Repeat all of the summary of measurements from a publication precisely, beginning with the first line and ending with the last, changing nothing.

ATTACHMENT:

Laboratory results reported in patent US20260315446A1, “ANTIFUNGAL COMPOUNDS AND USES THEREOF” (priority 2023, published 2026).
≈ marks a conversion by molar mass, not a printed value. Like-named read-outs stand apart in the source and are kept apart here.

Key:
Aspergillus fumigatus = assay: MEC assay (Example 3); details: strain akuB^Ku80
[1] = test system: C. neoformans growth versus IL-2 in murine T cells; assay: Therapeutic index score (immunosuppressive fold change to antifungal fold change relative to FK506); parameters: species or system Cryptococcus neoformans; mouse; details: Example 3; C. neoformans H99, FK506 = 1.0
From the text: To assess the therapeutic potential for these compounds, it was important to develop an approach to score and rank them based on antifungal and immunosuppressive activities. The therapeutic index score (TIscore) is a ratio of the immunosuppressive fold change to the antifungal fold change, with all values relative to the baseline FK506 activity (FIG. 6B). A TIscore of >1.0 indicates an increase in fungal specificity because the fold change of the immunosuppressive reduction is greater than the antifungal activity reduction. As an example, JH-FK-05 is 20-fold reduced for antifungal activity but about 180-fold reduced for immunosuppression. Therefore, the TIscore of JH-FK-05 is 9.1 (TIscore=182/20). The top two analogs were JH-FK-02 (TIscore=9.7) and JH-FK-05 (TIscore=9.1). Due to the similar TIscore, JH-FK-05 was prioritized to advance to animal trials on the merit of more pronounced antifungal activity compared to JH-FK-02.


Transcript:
Laboratory results reported in patent US20260315446A1, “ANTIFUNGAL COMPOUNDS AND USES THEREOF” (priority 2023, published 2026).
≈ marks a conversion by molar mass, not a printed value. Like-named read-outs stand apart in the source and are kept apart here.

Key:
Aspergillus fumigatus = assay: MEC assay (Example 3); details: strain akuB^Ku80
[1] = test system: C. neoformans growth versus IL-2 in murine T cells; assay: Therapeutic index score (immunosuppressive fold change to antifungal fold change relative to FK506); parameters: species or system Cryptococcus neoformans; mouse; details: Example 3; C. neoformans H99, FK506 = 1.0
From the text: To assess the therapeutic potential for these compounds, it was important to develop an approach to score and rank them based on antifungal and immunosuppressive activities. The therapeutic index score (TIscore) is a ratio of the immunosuppressive fold change to the antifungal fold change, with all values relative to the baseline FK506 activity (FIG. 6B). A TIscore of >1.0 indicates an increase in fungal specificity because the fold change of the immunosuppressive reduction is greater than the antifungal activity reduction. As an example, JH-FK-05 is 20-fold reduced for antifungal activity but about 180-fold reduced for immunosuppression. Therefore, the TIscore of JH-FK-05 is 9.1 (TIscore=182/20). The top two analogs were JH-FK-02 (TIscore=9.7) and JH-FK-05 (TIscore=9.1). Due to the similar TIscore, JH-FK-05 was prioritized to advance to animal trials on the merit of more pronounced antifungal activity compared to JH-FK-02.